FIG. 14 illustrates an exemplary servo verify system 90 for verifying servo patterns on a magnetic tape 98 with thin film servo head apparatuses as described herein. Servo system 90 includes a first thin film servo head apparatus 92, a second thin film servo head apparatus 94, a pattern verifier 96, and magnetic tape 98 spooled on spools 104 and 106. Magnetic tape 98 feeds from spool 104 to spool 106 along guides 100 and 102, passing in close proximity to first and second apparatuses 92, 94. For example, magnetic tape 98 may contact apparatuses 92, 94 during recording.

Each of thin film servo head apparatuses 92, 94 comprise a substrate including five thin film servo heads defining five servo gaps. In other embodiments, apparatuses 92 and 94 may comprise two or more servo gaps, i.e., any plurality of servo gaps. The substrates in each of apparatuses 92 and 94 may be canted in differing direction, substantially similar to thin film servo head apparatuses 10 and 20, respectively, from FIGS. 1 and 2. In that way, time-based servo patterns that include oppositely oriented servo marks may be read by servo system 90. First and second apparatuses 92, 94 may comprise planar surfaces to ensure each of the five servo gaps maintains full contact with magnetic tape 98.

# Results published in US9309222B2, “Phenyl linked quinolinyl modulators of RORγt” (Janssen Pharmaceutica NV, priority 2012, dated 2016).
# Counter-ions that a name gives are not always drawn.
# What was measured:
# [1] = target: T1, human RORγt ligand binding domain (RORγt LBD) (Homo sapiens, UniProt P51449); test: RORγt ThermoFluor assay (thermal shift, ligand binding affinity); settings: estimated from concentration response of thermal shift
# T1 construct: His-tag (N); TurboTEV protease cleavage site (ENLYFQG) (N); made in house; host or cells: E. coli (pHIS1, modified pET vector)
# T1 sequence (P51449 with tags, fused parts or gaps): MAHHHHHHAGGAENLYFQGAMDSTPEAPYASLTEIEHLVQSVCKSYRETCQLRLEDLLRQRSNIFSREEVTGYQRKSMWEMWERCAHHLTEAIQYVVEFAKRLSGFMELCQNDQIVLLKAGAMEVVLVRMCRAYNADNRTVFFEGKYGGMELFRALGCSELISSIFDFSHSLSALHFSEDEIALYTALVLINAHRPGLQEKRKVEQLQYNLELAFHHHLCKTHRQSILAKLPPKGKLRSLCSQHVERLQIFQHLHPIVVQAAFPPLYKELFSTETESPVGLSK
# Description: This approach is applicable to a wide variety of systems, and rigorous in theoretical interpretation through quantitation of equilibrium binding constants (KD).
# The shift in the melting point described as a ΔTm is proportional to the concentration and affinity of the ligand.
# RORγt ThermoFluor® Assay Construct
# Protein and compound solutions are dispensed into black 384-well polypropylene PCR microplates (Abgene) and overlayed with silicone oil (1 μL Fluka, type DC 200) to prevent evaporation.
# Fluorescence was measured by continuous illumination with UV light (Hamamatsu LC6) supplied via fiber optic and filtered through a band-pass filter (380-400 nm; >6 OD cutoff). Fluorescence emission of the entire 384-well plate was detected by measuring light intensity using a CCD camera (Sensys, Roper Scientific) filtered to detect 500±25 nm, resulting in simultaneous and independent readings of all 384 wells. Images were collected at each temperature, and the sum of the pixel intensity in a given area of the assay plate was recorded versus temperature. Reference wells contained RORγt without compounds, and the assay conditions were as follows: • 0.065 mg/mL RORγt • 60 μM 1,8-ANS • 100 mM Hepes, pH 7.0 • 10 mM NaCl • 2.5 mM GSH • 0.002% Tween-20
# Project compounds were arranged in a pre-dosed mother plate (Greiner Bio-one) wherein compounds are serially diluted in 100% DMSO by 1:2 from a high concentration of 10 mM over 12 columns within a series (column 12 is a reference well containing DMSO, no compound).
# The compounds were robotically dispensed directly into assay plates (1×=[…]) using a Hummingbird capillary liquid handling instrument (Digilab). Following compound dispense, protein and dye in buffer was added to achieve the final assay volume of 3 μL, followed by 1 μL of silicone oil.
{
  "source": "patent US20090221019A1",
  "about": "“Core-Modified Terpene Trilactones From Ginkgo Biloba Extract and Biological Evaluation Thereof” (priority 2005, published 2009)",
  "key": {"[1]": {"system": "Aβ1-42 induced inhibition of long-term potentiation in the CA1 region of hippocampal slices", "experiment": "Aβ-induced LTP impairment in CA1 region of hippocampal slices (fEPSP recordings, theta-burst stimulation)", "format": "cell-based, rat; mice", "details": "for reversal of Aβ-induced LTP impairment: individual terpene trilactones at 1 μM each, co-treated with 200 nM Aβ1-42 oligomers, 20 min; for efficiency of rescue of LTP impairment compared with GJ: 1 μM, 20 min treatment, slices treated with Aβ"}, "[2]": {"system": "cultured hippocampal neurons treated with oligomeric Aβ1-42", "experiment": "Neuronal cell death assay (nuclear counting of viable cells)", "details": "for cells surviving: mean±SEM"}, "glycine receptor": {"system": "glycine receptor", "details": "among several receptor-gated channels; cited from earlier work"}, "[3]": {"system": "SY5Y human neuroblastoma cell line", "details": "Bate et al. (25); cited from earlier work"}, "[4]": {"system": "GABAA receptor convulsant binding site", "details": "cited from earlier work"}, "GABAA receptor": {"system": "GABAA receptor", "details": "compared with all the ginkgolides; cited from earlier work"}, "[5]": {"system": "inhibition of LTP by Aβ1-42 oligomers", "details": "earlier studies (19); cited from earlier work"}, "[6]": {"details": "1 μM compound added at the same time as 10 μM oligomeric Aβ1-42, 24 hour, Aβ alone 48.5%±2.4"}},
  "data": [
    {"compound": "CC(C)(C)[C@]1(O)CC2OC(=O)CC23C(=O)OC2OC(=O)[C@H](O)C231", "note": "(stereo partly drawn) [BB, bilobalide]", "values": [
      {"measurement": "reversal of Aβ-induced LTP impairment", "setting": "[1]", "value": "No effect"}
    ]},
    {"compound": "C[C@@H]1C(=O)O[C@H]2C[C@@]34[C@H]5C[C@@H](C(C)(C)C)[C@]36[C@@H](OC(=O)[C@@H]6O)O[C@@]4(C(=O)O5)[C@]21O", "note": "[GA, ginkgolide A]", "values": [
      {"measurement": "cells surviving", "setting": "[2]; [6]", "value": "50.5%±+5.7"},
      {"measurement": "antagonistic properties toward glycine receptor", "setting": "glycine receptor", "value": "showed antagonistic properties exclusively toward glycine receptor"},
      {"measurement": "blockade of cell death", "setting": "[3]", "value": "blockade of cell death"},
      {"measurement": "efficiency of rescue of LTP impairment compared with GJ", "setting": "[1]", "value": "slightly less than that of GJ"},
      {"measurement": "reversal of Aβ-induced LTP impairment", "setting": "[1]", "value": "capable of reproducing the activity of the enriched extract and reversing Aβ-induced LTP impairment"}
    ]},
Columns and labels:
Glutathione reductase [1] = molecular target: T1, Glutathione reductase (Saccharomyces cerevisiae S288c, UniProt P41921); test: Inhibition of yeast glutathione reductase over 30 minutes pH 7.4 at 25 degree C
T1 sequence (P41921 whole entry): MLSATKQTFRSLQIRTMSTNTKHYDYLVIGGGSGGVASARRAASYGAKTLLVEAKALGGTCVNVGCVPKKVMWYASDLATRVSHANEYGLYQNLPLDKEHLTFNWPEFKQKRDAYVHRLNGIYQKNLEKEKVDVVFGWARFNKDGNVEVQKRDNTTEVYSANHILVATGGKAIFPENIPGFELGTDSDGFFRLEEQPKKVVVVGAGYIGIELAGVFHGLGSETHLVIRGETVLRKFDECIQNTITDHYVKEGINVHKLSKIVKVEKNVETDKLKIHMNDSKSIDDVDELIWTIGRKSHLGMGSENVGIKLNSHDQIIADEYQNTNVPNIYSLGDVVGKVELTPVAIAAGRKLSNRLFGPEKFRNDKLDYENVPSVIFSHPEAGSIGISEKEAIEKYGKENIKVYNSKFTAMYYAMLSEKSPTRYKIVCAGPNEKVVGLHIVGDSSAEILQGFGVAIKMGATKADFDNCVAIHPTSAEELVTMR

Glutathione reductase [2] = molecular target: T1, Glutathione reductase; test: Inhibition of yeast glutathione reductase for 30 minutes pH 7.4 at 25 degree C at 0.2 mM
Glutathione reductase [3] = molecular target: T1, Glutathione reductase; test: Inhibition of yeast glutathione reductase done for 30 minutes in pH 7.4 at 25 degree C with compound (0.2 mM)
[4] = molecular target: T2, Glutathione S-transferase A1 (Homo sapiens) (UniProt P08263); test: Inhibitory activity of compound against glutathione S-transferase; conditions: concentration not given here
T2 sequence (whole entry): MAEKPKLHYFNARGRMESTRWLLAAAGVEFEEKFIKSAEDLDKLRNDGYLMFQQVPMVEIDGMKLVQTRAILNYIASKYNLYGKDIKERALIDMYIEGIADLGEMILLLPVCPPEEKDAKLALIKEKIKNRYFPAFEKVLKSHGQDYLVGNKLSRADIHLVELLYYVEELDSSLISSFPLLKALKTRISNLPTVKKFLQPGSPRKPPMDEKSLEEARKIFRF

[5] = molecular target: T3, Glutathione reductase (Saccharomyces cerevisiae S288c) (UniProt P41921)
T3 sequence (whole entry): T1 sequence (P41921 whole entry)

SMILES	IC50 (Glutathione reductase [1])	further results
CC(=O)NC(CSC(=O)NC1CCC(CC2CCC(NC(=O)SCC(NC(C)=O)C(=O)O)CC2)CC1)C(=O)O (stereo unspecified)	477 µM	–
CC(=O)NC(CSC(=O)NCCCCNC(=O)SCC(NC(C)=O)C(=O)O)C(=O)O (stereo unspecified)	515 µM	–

As magnetic tape 98 passes over thin film servo head apparatuses 92 and 94, the servo gaps within apparatuses 92 and 94 detect time-based servo marks recorded on magnetic tape 98. The thin film servo heads generate signals as functions of the detected time-based servo marks. The signals generated by the thin film servo heads may be in the form of a current or a voltage. Pattern verifier 96 analyzes the generated signals to determine if each of the servo marks has the proper qualities, such as pattern, position, amplitude, dropout rate and consistency with other marks. If pattern verifier 96 detects an unacceptable servo mark, pattern verifier 96 may note the error, and/or may initiate action to mark the unacceptable portions of magnetic tape 98.

Conventional servo head apparatuses typically include a cylindrical contour along which servo gaps are positioned. In that case, each servo gap is located at the apex of the cylindrical contour in order to make full contact with a magnetic tape. The invention described herein includes thin film servo gaps positioned along a canted substrate. The canted substrate causes the servo gaps to misalign with the apex of the cylindrical contour. Servo gaps not located at the apex are not able to maintain contact with the magnetic tape.